Illinois hospice provider JourneyCare going public through $85M acquisition
Not-for-profit JourneyCare, one of Illinois’ largest hospice providers, announced Wednesday it’s being purchased by publicly-traded Addus HomeCare for $85 million.
JourneyCare, based in Glenview, Illinois, serves about 750 patients per day across a 13-county region in the Chicago metro. The proposed deal, expected to close February 1, is part of Addus’ broader merger and acquisition strategy, which included last year’s addition of Summit Home Health, also in the Chicago area.
“We very carefully selected Addus to carry forward the JourneyCare clinical operations, and we believe this combination will benefit our employees, patients and everyone associated with JourneyCare,” JourneyCare CEO Kimberly Hobson said in a statement. “We share the same commitment to providing quality end of life care, and we look forward to working together to close this important transaction.”
JourneyCare’s spokesperson did not respond to requests for comment. Information the company shared with employees promised they would retain their current seniority, compensation and benefits under Addus’ ownership. The explainer said JourneyCare will keep its current name and branding.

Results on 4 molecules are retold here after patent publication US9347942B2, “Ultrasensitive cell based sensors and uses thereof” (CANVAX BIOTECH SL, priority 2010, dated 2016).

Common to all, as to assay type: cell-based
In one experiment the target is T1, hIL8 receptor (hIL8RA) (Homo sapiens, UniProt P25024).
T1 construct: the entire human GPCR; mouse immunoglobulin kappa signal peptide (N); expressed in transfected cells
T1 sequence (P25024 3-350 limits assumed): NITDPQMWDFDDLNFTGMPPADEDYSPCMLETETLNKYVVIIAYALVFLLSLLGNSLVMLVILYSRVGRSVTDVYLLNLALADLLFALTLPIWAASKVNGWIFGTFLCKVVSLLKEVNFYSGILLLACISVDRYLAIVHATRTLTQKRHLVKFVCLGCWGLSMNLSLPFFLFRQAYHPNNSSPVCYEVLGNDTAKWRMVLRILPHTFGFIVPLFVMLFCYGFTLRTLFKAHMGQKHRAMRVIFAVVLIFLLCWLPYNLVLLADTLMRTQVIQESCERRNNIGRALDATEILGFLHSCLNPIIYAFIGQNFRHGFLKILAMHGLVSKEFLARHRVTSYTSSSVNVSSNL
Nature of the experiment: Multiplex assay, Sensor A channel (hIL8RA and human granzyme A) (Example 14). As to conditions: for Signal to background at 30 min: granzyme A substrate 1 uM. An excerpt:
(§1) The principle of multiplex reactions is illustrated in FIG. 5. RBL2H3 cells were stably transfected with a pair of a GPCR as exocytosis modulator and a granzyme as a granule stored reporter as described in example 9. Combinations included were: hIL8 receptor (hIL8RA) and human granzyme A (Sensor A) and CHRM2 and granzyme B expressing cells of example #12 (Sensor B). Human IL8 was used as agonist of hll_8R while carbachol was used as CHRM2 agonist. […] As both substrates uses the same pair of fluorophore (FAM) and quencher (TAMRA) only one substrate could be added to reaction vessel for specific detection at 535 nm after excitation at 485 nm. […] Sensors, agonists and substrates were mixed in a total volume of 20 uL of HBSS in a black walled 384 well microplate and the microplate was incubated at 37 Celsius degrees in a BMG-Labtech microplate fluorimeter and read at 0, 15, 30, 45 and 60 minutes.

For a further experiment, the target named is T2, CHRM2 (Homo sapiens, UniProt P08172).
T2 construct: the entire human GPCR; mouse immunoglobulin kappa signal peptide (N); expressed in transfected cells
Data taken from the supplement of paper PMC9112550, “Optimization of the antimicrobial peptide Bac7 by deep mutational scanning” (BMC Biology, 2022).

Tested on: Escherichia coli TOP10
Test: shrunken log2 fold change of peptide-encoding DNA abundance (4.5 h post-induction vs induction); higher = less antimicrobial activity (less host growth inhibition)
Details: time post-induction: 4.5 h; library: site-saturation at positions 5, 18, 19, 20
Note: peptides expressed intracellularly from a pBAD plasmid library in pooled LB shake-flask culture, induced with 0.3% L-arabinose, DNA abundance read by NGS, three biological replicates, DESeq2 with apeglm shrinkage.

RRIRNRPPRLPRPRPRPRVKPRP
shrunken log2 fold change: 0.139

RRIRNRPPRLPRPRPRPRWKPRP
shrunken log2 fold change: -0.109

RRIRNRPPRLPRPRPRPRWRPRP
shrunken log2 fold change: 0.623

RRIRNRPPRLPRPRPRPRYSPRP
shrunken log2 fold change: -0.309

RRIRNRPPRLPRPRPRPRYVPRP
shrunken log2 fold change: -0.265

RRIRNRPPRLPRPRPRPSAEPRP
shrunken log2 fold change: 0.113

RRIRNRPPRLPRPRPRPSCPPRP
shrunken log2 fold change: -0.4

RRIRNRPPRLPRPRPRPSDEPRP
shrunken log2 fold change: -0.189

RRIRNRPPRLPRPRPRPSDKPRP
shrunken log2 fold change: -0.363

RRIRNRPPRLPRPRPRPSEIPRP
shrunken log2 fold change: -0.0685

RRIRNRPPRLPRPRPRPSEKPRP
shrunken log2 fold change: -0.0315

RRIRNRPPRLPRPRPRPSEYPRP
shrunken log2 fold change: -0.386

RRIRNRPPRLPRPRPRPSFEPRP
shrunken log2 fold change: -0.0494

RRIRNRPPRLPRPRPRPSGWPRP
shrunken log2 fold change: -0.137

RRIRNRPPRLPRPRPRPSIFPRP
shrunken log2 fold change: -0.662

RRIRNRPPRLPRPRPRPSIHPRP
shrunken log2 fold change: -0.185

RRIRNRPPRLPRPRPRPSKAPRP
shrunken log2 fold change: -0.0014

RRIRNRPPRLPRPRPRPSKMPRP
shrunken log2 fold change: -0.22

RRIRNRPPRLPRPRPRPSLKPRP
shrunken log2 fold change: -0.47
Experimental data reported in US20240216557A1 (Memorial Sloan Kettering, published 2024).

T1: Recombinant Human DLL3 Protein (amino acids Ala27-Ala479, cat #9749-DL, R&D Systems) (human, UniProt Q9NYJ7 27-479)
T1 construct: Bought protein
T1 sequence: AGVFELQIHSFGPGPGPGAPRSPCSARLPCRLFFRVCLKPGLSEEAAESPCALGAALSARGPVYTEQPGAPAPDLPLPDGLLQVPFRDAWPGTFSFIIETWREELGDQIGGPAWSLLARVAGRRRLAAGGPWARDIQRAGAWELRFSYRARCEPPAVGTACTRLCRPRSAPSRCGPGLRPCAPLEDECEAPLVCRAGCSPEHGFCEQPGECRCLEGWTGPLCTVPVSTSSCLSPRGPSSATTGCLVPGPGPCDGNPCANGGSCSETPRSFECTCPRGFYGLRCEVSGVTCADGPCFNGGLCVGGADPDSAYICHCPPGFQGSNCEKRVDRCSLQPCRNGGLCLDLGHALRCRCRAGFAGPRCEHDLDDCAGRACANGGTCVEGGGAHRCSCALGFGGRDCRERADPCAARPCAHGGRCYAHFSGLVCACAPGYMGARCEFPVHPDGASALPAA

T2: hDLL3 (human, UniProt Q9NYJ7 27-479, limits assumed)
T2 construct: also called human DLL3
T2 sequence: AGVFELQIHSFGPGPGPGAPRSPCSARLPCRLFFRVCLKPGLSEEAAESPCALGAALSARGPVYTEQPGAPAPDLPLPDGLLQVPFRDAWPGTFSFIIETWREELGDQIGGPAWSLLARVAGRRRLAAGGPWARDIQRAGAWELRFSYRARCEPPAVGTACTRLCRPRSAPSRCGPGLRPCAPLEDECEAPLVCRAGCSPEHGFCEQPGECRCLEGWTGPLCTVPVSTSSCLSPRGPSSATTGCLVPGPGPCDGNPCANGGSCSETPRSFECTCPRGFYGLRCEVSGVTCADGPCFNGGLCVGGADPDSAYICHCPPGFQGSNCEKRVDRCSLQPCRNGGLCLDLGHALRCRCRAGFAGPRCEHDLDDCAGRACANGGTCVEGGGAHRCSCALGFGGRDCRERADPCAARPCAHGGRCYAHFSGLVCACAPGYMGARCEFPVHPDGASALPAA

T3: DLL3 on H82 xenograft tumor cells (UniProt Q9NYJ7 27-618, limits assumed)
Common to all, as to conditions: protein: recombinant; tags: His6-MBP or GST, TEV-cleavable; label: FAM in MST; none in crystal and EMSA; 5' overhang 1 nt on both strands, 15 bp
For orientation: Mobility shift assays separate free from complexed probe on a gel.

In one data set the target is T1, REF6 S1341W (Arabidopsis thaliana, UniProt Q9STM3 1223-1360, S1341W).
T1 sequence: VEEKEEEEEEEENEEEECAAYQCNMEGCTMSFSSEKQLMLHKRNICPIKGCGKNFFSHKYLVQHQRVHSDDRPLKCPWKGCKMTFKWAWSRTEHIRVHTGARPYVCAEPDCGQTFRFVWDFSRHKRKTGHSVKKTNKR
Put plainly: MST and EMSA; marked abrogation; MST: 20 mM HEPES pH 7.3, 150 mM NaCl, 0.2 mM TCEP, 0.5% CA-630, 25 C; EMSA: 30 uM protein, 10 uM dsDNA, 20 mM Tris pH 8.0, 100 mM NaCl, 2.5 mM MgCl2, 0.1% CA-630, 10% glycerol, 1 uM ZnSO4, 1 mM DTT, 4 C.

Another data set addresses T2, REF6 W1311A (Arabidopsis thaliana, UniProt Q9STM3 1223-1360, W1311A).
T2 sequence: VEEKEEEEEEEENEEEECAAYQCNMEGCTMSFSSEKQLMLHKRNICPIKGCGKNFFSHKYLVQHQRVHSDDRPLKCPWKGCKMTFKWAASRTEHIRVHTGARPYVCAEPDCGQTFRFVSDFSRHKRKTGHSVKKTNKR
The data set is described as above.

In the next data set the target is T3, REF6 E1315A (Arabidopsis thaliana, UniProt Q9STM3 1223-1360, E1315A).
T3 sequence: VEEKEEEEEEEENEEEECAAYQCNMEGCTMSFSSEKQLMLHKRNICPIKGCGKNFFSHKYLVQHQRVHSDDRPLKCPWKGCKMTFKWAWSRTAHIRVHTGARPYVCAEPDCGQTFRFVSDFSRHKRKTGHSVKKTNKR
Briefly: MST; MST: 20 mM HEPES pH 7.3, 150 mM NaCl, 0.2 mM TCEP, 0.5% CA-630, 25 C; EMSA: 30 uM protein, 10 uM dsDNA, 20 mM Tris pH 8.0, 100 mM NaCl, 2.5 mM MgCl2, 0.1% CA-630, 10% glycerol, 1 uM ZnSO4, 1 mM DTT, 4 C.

JourneyCare also told employees that existing hospice, palliative and pediatric services would not change under the new ownership, although they would eventually transition to Addus’ electronic health records platform.
Headquartered in Frisco, Texas, Addus serves about 44,500 people in 22 states. The company has about 30,000 employees in clinical and administrative positions. It’s been on a buying spree in recent years, having also added New Mexico’s Armada Skilled Home Health and Hospice for $29 million last year. That’s on top of four acquisitions in 2020 and four in 2019.
Addus’ stock price fell more than 2% by Wednesday’s close. The company posted $33 million in net income on $765 million in revenue in 2020. Most of its hospice and home health revenue comes from Medicare: 93% and 79%, respectively.
Addus said it planned to fund the acquisition through a combination of cash on hand and its revolving credit facility. Addus CEO Dirk Allison said in a statement that the addition will be nominally accretive in the first year as it works through the integration process.
“Acquisitions are an important part of our growth strategy, and we are pleased to start 2022 on a strong note,” he said. “Our development team continues to do an outstanding job of identifying strategic acquisitions and our strong capital structure supports our ability to continue this successful track record.”